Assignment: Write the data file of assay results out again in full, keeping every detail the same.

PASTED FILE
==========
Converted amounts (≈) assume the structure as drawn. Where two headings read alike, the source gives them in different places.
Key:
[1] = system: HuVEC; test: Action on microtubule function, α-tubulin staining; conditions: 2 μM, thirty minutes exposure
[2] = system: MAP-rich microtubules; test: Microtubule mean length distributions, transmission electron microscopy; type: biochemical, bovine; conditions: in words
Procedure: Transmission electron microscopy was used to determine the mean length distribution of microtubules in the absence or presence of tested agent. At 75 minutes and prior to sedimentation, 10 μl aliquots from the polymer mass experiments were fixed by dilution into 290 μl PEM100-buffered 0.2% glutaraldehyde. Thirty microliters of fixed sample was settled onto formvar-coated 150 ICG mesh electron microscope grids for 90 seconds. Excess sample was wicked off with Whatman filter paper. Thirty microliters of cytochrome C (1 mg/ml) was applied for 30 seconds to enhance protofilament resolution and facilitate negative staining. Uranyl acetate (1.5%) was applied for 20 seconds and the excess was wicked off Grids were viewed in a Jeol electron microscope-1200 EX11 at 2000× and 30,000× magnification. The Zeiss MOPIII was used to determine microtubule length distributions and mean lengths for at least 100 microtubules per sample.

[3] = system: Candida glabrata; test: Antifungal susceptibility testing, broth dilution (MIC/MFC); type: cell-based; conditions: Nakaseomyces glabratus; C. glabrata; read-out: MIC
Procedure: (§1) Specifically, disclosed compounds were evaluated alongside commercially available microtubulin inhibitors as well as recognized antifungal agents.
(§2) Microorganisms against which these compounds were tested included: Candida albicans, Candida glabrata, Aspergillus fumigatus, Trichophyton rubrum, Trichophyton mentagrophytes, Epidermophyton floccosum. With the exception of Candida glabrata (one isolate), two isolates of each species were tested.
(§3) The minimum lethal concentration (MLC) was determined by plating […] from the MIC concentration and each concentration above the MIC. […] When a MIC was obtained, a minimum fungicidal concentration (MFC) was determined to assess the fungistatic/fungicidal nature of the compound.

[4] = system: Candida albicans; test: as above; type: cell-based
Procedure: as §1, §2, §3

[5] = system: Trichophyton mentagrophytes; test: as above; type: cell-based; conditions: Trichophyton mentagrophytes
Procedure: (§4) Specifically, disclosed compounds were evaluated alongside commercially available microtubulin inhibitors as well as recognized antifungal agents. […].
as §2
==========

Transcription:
Converted amounts (≈) assume the structure as drawn. Where two headings read alike, the source gives them in different places.
Key:
[1] = system: HuVEC; test: Action on microtubule function, α-tubulin staining; conditions: 2 μM, thirty minutes exposure
[2] = system: MAP-rich microtubules; test: Microtubule mean length distributions, transmission electron microscopy; type: biochemical, bovine; conditions: in words
Procedure: Transmission electron microscopy was used to determine the mean length distribution of microtubules in the absence or presence of tested agent. At 75 minutes and prior to sedimentation, 10 μl aliquots from the polymer mass experiments were fixed by dilution into 290 μl PEM100-buffered 0.2% glutaraldehyde. Thirty microliters of fixed sample was settled onto formvar-coated 150 ICG mesh electron microscope grids for 90 seconds. Excess sample was wicked off with Whatman filter paper. Thirty microliters of cytochrome C (1 mg/ml) was applied for 30 seconds to enhance protofilament resolution and facilitate negative staining. Uranyl acetate (1.5%) was applied for 20 seconds and the excess was wicked off Grids were viewed in a Jeol electron microscope-1200 EX11 at 2000× and 30,000× magnification. The Zeiss MOPIII was used to determine microtubule length distributions and mean lengths for at least 100 microtubules per sample.

[3] = system: Candida glabrata; test: Antifungal susceptibility testing, broth dilution (MIC/MFC); type: cell-based; conditions: Nakaseomyces glabratus; C. glabrata; read-out: MIC
Procedure: (§1) Specifically, disclosed compounds were evaluated alongside commercially available microtubulin inhibitors as well as recognized antifungal agents.
(§2) Microorganisms against which these compounds were tested included: Candida albicans, Candida glabrata, Aspergillus fumigatus, Trichophyton rubrum, Trichophyton mentagrophytes, Epidermophyton floccosum. With the exception of Candida glabrata (one isolate), two isolates of each species were tested.
(§3) The minimum lethal concentration (MLC) was determined by plating […] from the MIC concentration and each concentration above the MIC. […] When a MIC was obtained, a minimum fungicidal concentration (MFC) was determined to assess the fungistatic/fungicidal nature of the compound.

[4] = system: Candida albicans; test: as above; type: cell-based
Procedure: as §1, §2, §3

[5] = system: Trichophyton mentagrophytes; test: as above; type: cell-based; conditions: Trichophyton mentagrophytes
Procedure: (§4) Specifically, disclosed compounds were evaluated alongside commercially available microtubulin inhibitors as well as recognized antifungal agents. […].
as §2